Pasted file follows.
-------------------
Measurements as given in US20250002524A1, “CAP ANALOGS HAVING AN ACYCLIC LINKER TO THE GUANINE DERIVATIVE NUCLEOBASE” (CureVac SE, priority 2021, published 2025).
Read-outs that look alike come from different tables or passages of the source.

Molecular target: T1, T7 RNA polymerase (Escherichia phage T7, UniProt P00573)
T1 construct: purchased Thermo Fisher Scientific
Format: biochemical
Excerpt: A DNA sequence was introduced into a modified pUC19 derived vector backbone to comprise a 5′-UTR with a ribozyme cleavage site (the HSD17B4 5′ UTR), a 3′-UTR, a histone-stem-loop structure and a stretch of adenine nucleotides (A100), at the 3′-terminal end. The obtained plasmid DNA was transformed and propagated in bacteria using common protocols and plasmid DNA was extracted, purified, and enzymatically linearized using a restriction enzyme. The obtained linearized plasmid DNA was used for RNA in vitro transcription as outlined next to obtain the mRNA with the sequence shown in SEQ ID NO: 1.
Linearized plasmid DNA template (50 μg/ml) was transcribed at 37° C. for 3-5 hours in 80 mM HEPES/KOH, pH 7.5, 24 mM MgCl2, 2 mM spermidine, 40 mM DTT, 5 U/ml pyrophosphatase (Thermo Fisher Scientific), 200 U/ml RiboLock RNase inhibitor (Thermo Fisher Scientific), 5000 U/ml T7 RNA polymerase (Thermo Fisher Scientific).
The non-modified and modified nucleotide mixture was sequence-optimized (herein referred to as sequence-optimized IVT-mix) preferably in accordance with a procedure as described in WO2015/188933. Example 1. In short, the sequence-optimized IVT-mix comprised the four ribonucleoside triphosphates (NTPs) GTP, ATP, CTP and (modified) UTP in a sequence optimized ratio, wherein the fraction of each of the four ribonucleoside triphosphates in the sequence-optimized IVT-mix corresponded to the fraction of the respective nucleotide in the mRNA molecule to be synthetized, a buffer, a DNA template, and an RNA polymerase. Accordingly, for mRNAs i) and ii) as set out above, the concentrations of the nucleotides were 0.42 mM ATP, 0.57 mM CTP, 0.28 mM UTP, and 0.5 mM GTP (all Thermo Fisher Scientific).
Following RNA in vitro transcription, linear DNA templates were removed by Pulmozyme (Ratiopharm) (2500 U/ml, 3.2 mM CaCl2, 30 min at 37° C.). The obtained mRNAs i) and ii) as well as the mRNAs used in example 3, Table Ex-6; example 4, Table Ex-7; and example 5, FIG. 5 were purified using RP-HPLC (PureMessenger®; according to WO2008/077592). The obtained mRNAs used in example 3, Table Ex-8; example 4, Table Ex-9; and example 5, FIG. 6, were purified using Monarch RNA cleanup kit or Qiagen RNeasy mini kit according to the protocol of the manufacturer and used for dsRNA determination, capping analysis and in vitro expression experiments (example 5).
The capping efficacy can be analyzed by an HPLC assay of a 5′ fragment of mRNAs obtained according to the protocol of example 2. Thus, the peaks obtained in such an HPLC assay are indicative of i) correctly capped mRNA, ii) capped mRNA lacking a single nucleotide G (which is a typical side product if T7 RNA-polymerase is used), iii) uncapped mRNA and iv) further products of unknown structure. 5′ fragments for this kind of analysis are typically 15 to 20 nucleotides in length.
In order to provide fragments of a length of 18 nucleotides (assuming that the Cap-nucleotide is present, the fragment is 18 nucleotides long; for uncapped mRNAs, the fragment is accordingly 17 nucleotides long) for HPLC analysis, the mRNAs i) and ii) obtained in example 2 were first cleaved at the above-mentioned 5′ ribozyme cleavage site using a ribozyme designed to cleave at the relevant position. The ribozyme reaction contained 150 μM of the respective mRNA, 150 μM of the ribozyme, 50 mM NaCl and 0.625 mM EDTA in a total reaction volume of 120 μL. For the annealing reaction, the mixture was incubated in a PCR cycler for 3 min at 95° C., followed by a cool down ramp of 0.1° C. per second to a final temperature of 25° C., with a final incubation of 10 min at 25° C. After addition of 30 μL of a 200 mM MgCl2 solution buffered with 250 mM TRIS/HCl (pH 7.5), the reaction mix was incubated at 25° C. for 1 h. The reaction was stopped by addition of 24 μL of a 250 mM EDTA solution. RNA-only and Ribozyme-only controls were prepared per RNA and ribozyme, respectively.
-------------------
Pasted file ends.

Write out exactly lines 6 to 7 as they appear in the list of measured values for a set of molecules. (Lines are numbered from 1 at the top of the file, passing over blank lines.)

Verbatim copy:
Excerpt: A DNA sequence was introduced into a modified pUC19 derived vector backbone to comprise a 5′-UTR with a ribozyme cleavage site (the HSD17B4 5′ UTR), a 3′-UTR, a histone-stem-loop structure and a stretch of adenine nucleotides (A100), at the 3′-terminal end. The obtained plasmid DNA was transformed and propagated in bacteria using common protocols and plasmid DNA was extracted, purified, and enzymatically linearized using a restriction enzyme. The obtained linearized plasmid DNA was used for RNA in vitro transcription as outlined next to obtain the mRNA with the sequence shown in SEQ ID NO: 1.
Linearized plasmid DNA template (50 μg/ml) was transcribed at 37° C. for 3-5 hours in 80 mM HEPES/KOH, pH 7.5, 24 mM MgCl2, 2 mM spermidine, 40 mM DTT, 5 U/ml pyrophosphatase (Thermo Fisher Scientific), 200 U/ml RiboLock RNase inhibitor (Thermo Fisher Scientific), 5000 U/ml T7 RNA polymerase (Thermo Fisher Scientific).